1. It is best to define a node not in terms of what it isn't, but in terms of what it is, igen? Igen is the Hungarian word for 'yes'. What Hungarian, or Magyar, isn't is an Indo-European language, along with the other languages listed in another definition. What the Hungarian language is is a member of the Finno-Ugric languages of Central Asia, a classification it shares with Finnish and Estonian. Of the other languages mentioned, Maltese is of Arabic decent in the Afro-Semitic language group, Turkish, or Ottoman-Turkish a Turkic language of the Altaic family of languages and Basque which is it's own linguistic group.
2. Hungarian also refers to the people of Hungary. The Hungarian people descend from post-Roman settlers from the East, Ural mountain range and lead by Attila the Hun, whence Hungarian, around the 5th century C.E.. The Hungarian people enjoy a long and prosperous history as their civilization grew along the Danube River, often acting as a buffer between the Christian west and the rising power of the Islamic, Ottoman state to the east. Eventually, under the control of the Hapsburg dynasty, becoming part of the greater Austro-Hungarian Empire. In the 20th Century, the Hungarian people went through many great changes in their culture and nation, surviving the end of Hapsburg rule, the rise and fall of the Third Reich, and many decades as a Soviet Satellite under Communist rule. Despite an unsuccessful coup in 1956, the Hungarian people finally gained their independence from Communism in 1990 in a bloodless revolution establishing a multi-party government as Soviet troops left the nation of Hungary for good.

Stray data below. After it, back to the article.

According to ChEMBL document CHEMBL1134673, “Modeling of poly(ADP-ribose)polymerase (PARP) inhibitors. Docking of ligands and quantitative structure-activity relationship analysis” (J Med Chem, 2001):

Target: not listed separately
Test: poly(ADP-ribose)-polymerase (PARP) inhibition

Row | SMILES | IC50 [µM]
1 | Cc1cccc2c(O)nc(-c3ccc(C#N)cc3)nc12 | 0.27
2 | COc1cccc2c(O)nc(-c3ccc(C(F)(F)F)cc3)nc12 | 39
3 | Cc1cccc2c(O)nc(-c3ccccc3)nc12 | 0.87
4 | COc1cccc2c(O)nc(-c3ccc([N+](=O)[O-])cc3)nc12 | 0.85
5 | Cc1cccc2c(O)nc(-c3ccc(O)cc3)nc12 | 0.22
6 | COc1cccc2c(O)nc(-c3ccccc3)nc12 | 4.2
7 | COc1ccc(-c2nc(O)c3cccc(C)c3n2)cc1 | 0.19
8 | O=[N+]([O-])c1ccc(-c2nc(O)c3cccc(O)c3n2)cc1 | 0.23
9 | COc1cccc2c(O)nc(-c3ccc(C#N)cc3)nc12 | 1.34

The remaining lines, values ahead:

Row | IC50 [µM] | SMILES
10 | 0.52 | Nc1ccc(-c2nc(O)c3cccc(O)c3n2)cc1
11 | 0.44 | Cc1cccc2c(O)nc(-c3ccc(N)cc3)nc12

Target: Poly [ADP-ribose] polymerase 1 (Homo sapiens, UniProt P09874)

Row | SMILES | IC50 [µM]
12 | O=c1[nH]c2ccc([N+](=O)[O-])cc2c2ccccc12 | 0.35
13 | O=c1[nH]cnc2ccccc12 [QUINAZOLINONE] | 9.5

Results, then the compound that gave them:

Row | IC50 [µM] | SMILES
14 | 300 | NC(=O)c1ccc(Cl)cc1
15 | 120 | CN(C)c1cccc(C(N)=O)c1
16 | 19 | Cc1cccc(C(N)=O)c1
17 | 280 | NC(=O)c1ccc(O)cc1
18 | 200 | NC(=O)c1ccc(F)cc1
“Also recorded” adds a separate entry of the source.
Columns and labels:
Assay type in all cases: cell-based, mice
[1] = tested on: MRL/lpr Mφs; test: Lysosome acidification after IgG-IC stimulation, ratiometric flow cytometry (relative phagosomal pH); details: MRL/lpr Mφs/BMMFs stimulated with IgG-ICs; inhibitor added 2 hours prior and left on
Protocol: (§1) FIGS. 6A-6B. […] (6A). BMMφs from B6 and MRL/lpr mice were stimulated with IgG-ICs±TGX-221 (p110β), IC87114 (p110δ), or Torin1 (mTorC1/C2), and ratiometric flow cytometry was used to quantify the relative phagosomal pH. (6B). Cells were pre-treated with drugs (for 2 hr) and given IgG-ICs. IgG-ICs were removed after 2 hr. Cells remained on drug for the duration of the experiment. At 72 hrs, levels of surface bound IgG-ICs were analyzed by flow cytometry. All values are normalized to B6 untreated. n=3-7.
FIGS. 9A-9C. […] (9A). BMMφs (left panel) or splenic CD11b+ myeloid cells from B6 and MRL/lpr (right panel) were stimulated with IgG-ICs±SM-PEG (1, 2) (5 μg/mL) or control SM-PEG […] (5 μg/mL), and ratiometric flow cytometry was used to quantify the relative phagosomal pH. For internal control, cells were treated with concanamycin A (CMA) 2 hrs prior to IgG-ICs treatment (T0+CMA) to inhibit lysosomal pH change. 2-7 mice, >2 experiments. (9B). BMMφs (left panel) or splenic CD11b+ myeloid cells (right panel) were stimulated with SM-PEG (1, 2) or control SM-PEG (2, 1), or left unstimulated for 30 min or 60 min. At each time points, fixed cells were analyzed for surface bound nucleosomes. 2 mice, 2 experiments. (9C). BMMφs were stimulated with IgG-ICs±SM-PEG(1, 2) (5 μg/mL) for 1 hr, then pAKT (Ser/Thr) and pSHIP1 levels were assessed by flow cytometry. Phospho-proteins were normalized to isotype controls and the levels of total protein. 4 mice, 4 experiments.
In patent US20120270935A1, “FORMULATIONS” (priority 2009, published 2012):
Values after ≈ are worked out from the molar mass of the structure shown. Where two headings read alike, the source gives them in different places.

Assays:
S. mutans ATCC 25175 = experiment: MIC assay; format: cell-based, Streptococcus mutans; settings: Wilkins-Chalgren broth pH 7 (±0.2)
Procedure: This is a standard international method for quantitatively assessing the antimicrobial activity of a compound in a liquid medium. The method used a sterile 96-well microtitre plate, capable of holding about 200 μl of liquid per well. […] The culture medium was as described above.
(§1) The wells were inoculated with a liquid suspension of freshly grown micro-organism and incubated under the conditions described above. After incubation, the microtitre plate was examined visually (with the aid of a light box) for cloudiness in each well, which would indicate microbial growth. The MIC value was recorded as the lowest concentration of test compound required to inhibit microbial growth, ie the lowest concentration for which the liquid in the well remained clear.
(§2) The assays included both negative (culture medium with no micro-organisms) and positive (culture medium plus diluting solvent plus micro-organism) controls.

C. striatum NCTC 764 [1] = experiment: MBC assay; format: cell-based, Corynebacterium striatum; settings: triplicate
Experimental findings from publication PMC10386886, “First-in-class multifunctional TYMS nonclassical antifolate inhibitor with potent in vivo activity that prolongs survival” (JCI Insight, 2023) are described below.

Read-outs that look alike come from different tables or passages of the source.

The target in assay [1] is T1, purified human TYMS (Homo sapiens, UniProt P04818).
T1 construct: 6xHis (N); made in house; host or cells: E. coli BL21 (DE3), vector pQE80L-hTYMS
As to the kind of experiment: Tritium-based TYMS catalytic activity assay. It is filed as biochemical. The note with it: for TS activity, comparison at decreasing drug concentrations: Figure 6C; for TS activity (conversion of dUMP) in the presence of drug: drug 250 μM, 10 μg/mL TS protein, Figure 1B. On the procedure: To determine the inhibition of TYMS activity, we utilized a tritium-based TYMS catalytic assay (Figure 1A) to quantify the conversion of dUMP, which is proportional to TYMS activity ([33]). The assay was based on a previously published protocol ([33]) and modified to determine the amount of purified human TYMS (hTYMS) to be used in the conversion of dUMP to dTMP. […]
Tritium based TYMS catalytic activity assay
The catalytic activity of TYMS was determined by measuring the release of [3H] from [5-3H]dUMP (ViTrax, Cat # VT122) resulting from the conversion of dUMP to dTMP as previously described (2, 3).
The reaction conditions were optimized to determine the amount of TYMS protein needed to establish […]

3. A system of variable naming wherein the static type of a variable is discernible directly from its naming. This system was developed by a Hungarian native, Dr. Charles Simonyi at Microsoft and was based on his native language system of prefixing words to define usage. For more information, please see Hungarian Notation.